Mermaid' Swims Up the Thames to Raise Awareness of Marine Plastic

Mermaid' Swims Up the Thames to Raise Awareness of Marine Plastic

‘Mermaid’ Swims Up the Thames
to Raise Awareness of Marine Plastic


A woman wearing a mermaid’s tale is swimming 200 miles along the River Thames to raise awareness about the problems caused by single-use plastic. She started her epic journey around 20 miles from the river’s source in Gloucestershire and will finish in Teddington. She is expected to swim for four hours every day, and while she says she has not done as much training as she would like, she hopes that everything goes to plan.

During her swim, she is asking people to litter pick for two minutes along the river banks and add any plastic litter they find to a giant mermaid sculpture that will be towed by her support canoe. She said that by the time she reaches London, the sculpture will represent how the rivers are being choked with plastic.

During November, she’ll also be visiting schools along the way to educate school children about the problem of plastic litter.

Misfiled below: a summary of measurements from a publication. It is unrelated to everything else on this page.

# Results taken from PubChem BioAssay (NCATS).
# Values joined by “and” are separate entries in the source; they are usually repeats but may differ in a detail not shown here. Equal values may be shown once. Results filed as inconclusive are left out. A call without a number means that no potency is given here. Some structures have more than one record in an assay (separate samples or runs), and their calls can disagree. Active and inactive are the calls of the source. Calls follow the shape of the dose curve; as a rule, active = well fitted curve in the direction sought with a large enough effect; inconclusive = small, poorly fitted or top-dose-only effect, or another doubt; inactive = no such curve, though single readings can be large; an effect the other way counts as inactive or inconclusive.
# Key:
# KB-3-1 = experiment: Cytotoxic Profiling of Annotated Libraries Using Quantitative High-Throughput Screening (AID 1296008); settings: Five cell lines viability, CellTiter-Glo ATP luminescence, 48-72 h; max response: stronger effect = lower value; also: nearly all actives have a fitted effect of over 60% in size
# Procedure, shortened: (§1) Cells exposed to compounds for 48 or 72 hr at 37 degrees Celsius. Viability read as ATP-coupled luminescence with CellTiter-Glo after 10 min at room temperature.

Mermaid with Litter


Why should we be worried about plastic in our waterways?

A ban on single-use plastic has the support of European MEPs who said that if no action is taken, there’ll be more plastic than fish in our oceans. This concern is backed up by a new study which has shown the terrible effects that plastic pollution has on marine life. The study, which was carried out by scientists from the University of London's Royal Holloway, The Natural History Museum and the University of the West of Scotland found that 28% of fish in the Thames Estuary have ingested microplastics as have 39% of fish in the Firth of Clyde Estuary. As well as this, around one third of the 876 fish and shrimp that were examined in total had ingested microplastics.

Microplastics are defined as small pieces of plastic less than 5mm long. The Marine Conservation Society said that microplastics can carry toxins that if ingested by marine animals, could be passed onto us up the food chain.

The study’s researchers say that people have started to take notice of the extent of plastic pollution and their research has shown why it’s a problem that can no longer be ignored. They added that both rivers that were examined as part of the study are diverse ecosystems which are home to hundreds of different species and that seeing so many species being put in danger was shocking.

The researchers say that their study showed that there is a need for more research into freshwater and river ecosystems so we can better understand the effect that microplastic is having on marine life.